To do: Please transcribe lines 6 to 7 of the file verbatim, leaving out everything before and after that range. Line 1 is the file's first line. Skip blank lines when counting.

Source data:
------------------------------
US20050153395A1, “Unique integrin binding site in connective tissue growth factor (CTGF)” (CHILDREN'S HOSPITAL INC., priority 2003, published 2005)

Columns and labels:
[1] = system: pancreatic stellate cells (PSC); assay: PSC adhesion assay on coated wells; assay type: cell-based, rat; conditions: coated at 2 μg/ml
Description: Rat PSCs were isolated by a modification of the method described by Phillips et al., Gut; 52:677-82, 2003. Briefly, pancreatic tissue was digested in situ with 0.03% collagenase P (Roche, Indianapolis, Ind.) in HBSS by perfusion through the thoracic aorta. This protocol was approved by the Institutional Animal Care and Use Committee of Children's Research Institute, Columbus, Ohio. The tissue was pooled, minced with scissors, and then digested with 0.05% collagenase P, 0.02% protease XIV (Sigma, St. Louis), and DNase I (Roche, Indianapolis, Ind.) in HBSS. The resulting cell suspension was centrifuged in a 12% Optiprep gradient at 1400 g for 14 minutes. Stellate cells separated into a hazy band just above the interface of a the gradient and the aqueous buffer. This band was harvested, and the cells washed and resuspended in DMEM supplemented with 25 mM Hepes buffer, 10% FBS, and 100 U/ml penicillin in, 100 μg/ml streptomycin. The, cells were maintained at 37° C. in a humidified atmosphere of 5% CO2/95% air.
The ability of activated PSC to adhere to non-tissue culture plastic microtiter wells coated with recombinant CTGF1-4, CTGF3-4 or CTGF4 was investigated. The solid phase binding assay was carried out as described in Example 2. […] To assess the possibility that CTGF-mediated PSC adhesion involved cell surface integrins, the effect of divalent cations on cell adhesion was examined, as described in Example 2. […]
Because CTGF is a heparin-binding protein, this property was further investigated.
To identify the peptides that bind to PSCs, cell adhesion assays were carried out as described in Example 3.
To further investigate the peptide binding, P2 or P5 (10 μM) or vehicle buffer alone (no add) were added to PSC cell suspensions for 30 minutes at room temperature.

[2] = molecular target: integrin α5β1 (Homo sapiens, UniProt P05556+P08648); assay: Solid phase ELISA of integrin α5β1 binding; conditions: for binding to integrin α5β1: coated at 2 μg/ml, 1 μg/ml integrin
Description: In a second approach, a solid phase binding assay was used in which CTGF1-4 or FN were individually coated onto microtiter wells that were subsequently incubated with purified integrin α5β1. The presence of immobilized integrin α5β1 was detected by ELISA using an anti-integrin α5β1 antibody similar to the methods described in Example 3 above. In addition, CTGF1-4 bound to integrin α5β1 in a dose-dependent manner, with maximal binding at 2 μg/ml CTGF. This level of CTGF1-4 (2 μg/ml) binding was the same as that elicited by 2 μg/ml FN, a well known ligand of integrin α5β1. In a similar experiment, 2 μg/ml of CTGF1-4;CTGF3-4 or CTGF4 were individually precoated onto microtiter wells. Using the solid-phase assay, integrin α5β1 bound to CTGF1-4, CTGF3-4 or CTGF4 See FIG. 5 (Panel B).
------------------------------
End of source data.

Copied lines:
Because CTGF is a heparin-binding protein, this property was further investigated.
To identify the peptides that bind to PSCs, cell adhesion assays were carried out as described in Example 3.